Interior Magnet Machine With Non-Perpendicular Slots

- Emerson Electric Co.,

An interior permanent magnet machine having angled slots.

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Description

FIELD OF THE INVENTION

The present invention generally relates to machines with permanent magnets buried in the rotor core and, in particular, slotted rotors for interior magnet machines operating at variable frequencies under an electronic control or operating at a fixed frequency.

BACKGROUND OF THE INVENTION

Interior magnet machines have the following characteristics.

First, many interior magnet machines have lower power density than surface mounted magnet machines. The surface area of the magnet is usually reduced when buried, requiring a larger motor or generator to obtain the same output power. The larger size motor or generator can cause packaging or performance problems in the final application.

Second, a trapezoidal air-gap flux distribution is usually generated by a interior magnet rotor. In applications where the winding currents are sinusoidal, the trapezoidal flux distribution results in significant torque ripple. The torque ripple contributes to noise and vibration in the final application. This can be minimized by selection of the correct slot and pole number, but this solution is not always practical.

Third, the abrupt transitions in the rotor flux distribution contribute to cogging torque. Techniques typically used to reduce cogging torque, such as skewing, result in lower power density.

Fourth, interior magnet machines have higher average inductance than surface magnet machines. The higher inductance reduces the power factor of the machine during operation, increasing the complex power (VA) required from the drive to produce a given output torque. Increasing the drive volt-ampere requirement can increase the drive cost if larger power devices must be used.

The output torque of an interior permanent magnet machine is proportional to the back-emf and winding current when the two are in phase. The winding current in a fixed bus voltage system is limited by the back-emf and machine resistance and inductance. A rotor geometry that results in higher back-emf or lower inductance allows the number of turns to be adjusted to obtain minimum current draw. The decrease in current may allow for the use of smaller power devices, reducing system cost.

Prior art solutions for interior magnet machines with power density greater than or equal to surface magnet machines include “V” magnet and spoke magnet designs. The designs can be difficult to magnetize and tend to have high cogging torque.

Prior art solutions for reducing the impact of a trapezoidal rotor flux distribution include machines with distributed windings. Stators with distributed windings tend to be larger than single tooth windings due to the end coils, and may not fit in the package required by some applications. Single tooth windings in which the number of electrical degrees per slot is not equal to 120 or 240 can also be used. The number of practical combinations is limited by the size of the machine.

Prior art solutions for reducing the cogging torque include shaping of the stator and rotor air-gap surfaces and skew. These solutions tend to reduce the power density of the machine.

Prior art solutions for reducing the average inductance of a interior magnet machine include adding slits to the rotor pole cap. These slits are placed perpendicular to the magnet surface in most cases.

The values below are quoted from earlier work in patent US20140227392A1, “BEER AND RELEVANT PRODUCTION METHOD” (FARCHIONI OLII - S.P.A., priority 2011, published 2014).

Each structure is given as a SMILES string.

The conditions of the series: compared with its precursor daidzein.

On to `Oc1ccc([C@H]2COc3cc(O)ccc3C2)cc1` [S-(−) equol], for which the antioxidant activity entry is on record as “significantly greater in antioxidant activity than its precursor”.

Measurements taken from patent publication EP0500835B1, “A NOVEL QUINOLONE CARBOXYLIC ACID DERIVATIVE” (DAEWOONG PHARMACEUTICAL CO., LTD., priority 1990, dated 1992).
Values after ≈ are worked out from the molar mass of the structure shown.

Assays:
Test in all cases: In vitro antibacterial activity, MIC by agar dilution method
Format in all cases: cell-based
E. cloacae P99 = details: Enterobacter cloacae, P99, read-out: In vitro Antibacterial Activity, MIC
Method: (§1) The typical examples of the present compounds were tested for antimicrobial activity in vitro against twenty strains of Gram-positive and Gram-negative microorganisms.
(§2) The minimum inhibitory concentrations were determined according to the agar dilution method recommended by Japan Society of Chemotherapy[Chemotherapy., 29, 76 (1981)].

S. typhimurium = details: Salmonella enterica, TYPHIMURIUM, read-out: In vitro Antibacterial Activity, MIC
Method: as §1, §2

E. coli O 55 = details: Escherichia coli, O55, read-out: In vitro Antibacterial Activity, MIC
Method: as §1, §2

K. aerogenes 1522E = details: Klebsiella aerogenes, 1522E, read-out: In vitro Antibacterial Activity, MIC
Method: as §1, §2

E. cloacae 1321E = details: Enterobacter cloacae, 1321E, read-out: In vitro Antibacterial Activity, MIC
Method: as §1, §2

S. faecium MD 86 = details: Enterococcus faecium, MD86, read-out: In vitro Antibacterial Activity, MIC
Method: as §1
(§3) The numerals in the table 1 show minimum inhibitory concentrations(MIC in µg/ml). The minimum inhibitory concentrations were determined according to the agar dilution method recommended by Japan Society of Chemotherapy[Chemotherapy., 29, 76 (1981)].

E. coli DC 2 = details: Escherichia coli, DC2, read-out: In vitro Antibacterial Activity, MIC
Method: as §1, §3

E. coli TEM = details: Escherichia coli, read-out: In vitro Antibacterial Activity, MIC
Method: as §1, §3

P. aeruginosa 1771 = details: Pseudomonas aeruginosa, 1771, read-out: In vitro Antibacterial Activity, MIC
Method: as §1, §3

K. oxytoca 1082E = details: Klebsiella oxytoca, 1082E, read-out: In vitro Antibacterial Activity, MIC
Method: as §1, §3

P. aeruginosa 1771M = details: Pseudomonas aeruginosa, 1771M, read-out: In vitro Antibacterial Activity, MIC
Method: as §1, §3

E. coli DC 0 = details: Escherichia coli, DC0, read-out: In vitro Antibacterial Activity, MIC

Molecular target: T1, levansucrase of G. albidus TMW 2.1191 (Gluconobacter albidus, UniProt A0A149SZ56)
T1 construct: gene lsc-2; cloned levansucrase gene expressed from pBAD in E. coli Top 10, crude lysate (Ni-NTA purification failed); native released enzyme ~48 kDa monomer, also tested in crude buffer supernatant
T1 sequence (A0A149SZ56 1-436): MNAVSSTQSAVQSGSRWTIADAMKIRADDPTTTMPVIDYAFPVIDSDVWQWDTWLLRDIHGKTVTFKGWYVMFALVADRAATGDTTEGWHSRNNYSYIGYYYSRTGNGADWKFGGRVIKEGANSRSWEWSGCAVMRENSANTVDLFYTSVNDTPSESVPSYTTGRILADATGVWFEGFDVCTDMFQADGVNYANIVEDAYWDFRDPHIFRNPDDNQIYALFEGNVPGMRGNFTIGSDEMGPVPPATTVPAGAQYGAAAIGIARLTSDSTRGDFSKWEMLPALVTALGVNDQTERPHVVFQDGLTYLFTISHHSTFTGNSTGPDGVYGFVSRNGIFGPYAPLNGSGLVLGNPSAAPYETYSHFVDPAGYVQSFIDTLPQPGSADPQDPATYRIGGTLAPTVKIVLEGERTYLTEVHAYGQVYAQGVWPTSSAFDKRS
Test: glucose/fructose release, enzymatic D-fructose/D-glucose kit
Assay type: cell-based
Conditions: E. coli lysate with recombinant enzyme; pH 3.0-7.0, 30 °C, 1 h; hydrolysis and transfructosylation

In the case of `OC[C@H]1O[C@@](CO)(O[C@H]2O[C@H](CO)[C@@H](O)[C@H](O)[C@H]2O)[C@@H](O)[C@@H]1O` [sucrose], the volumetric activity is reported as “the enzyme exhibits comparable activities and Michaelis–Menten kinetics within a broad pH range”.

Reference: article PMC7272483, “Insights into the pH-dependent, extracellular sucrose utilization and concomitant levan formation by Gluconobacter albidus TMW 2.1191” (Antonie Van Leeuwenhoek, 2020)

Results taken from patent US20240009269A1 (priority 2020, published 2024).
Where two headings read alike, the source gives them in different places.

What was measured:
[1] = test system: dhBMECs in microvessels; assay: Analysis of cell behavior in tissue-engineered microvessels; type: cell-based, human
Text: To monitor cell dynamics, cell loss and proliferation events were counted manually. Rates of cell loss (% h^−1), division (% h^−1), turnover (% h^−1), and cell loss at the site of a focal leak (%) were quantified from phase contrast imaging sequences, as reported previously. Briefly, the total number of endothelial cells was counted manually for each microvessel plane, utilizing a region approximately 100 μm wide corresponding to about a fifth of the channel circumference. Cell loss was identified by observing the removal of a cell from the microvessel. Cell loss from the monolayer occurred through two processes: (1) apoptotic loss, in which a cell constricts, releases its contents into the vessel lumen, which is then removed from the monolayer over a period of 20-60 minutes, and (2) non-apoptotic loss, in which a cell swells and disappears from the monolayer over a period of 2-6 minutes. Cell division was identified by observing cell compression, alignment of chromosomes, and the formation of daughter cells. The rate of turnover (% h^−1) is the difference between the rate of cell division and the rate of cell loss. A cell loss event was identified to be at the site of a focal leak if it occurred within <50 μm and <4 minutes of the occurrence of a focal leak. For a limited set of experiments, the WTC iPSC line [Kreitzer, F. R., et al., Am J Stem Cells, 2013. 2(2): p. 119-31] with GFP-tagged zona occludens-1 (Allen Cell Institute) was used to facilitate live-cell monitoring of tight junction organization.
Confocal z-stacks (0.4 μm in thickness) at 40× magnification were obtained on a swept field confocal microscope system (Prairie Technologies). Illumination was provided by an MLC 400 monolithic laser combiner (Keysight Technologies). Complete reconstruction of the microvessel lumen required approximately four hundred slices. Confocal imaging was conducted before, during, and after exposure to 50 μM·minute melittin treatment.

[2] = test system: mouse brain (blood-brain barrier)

SUMMARY OF THE INVENTION

Other objects and features will be in part apparent and in part pointed out hereinafter.

BRIEF DESCRIPTION OF THE DRAWINGS

FIGS. 1, 2, 3, 6, 9, 10, 14, 15, and 16 are cross sectional views of embodiments of the invention including four interior magnets, each having two angled slots per magnetic pole.

FIG. 1A is a graph illustrating the back emf of a motor or generator including a rotor having laminations as illustrated in FIG. 1 including angled slots 16.

FIG. 1B is a graph illustrating the back emf of a motor or generator including a rotor having laminations as illustrated in FIG. 1 without angled slots 16.

FIGS. 2A, 3A, 6A, 9A, 10A, 14A, and 15A are graphs illustrating the back emf of a motor or generator including a rotor having laminations as illustrated in FIGS. 2, 3, 6, 9, 10, 14, and 15, respectively, each including angled slots.

FIGS. 4, 5, 7, 8, 11, 12, and 13 are cross sectional views of embodiments of the invention including four interior magnets, each having four angled slots per magnetic pole.

FIGS. 4A, 5A, 7A, 8A, 11A, 12A, and 13A are graphs illustrating the back emf of a motor or generator including a rotor having laminations as illustrated in FIGS. 4, 5, 7, 8, 11, 12, and 13, respectively, each including angled slots.

FIG. 9B is a graph illustrating the cogging torque of a motor or generator including a rotor having laminations as illustrated in FIG. 9 including angled slots 172.

FIG. 11B is a graph illustrating the cogging torque of a motor or generator including a rotor having laminations as illustrated in FIG. 11 including angled slots 202.

FIGS. 17 and 18 are cross sectional views of embodiments of the invention including six interior magnets, each having two angled slots per magnetic pole.

FIGS. 19 and 20 are cross sectional views of embodiments of the invention including two interior magnets, each having two angled slots per magnetic pole.

FIG. 19A is a graph illustrating the flux distribution of a motor or generator including a rotor having laminations as illustrated in FIG. 19 including angled slots 364.